Friday night I found welcome relief from science; from imagining the motion of matter along gravity-created geodesics in curved space-time. Rocky's Sports Bar? Studio 10 Theatres? Nope. A quiet kitchen and a chance to tell the story of Canada.
I support a learner who reads at a lower-level, and who wants help prepping for her citizenship test. It's not an ESL gig - English is her first language. But she is from Africa, and so her spoken vocabulary lacks many of the words and phrases she'll need to pass. It's the problem of background knowledge again, compounded by low literacy.
Last Friday was our fourth or fifth meeting, and as I told the story of the growing web of railways, I drew maps and charts, wrote out the names of people and places, and generally represented graphically whatever I was presenting verbally.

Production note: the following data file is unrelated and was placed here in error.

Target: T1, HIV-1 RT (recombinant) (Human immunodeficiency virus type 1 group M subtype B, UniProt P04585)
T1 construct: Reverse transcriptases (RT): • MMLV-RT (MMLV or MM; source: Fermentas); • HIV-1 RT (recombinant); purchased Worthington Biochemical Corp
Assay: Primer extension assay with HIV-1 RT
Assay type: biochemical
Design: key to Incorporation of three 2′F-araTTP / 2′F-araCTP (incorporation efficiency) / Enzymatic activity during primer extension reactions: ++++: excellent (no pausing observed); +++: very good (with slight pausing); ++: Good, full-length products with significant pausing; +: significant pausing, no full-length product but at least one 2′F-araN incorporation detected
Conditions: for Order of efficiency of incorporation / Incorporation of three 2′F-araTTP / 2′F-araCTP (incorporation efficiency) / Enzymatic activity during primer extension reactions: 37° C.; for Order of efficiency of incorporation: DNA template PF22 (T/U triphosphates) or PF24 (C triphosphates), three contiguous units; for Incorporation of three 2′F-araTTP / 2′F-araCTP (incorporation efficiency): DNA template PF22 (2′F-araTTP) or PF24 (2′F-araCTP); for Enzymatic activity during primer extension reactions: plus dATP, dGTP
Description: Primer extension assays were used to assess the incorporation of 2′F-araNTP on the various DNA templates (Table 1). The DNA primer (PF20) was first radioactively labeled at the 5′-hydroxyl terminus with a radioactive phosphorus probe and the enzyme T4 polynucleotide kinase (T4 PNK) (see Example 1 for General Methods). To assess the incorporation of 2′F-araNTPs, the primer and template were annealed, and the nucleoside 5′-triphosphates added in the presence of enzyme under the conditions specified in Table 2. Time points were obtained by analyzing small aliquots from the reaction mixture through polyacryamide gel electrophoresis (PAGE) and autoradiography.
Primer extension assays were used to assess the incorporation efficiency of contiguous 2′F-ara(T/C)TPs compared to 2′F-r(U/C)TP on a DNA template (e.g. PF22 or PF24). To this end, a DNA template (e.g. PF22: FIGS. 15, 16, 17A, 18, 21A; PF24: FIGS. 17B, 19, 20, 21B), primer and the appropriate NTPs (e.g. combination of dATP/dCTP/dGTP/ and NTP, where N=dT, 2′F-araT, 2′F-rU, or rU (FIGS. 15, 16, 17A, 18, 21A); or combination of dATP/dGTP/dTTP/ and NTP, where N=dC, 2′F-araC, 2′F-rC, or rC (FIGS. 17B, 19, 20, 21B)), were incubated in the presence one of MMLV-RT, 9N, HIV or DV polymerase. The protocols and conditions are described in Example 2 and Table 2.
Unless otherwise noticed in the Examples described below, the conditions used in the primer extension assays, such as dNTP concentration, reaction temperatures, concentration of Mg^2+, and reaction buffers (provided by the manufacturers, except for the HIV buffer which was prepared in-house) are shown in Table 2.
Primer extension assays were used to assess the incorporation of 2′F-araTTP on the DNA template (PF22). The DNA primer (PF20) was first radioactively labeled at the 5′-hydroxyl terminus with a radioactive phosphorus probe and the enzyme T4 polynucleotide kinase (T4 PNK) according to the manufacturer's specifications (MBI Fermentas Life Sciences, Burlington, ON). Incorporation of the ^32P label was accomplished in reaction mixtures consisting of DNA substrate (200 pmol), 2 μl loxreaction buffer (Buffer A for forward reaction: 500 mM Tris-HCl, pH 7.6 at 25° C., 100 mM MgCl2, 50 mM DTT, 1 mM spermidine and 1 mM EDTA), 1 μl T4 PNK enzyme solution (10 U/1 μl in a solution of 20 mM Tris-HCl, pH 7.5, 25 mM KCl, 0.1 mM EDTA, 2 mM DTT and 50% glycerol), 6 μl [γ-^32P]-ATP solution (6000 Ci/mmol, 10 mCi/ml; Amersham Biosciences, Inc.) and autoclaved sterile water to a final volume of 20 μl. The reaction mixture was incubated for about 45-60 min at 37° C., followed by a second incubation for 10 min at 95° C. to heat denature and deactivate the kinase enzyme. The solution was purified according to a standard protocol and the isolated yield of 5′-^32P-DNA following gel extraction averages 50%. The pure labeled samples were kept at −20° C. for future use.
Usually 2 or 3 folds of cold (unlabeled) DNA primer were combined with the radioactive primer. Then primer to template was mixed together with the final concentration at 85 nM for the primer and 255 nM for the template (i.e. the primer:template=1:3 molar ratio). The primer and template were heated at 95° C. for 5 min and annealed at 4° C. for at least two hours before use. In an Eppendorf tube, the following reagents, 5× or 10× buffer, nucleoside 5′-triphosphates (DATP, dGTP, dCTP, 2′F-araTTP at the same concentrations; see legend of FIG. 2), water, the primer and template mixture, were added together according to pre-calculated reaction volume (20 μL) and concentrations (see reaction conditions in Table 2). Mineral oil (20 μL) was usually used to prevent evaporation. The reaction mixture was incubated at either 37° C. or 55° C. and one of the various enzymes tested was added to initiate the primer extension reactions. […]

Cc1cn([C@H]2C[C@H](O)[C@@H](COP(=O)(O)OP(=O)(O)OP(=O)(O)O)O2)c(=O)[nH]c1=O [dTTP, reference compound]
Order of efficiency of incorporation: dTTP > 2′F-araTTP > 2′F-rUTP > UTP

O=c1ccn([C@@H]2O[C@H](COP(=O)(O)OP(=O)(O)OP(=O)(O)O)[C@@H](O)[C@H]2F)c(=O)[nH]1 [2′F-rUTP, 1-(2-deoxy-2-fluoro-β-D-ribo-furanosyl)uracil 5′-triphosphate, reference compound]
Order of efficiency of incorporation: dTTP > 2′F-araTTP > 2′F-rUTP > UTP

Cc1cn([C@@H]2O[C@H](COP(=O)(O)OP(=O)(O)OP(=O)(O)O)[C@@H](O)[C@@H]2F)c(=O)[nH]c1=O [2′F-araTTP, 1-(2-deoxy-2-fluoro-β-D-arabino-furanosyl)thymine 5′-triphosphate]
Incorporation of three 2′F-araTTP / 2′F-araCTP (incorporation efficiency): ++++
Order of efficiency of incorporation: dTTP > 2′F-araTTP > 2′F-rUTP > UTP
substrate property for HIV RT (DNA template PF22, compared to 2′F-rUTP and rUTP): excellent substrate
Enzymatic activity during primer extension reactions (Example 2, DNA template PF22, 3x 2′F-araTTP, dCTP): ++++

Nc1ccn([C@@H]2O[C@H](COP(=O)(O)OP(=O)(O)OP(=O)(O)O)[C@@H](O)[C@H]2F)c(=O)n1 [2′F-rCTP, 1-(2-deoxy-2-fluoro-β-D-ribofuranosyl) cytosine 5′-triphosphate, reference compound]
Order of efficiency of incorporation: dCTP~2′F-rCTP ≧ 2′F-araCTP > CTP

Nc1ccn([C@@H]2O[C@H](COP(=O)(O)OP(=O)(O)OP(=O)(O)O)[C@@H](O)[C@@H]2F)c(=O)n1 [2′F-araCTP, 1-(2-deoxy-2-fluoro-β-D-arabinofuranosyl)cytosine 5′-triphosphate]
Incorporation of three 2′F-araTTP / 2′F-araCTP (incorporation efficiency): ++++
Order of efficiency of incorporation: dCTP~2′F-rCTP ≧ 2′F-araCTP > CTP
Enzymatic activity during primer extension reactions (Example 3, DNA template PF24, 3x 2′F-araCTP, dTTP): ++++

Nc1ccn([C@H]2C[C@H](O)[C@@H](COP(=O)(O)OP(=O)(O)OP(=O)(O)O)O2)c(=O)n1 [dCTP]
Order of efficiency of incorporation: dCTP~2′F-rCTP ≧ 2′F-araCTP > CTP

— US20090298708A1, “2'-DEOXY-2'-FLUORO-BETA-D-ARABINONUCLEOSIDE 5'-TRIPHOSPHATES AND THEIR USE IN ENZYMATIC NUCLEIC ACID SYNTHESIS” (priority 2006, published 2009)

I always do this, and it makes sense for me because I'm a "visual" learner - I learn by visualizing and/or by recasting ideas in graphic form.
But does it make sense for her?
I was right in the middle of printing out F-e-d-e-r-a-l, when it occurred to me that I might as well be printing out, well, g-e-o-d-e-s-i-c.
Then, I got to thinking about me yammering on and on - I do love showing off, as I'm sure you noticed! - leaving her the role of passive learner.
Now, it's not exactly that bad. Well, yeah. It is. I've given her some blank maps to write in, but that's it.
So, course correction. Before we meet again, I've got to devise some active learning activities appropriate for a learner with limited background knowledge about our country, and who reads independently at a level two.
If, um, you've got something like that in hand, you will let me know. Right?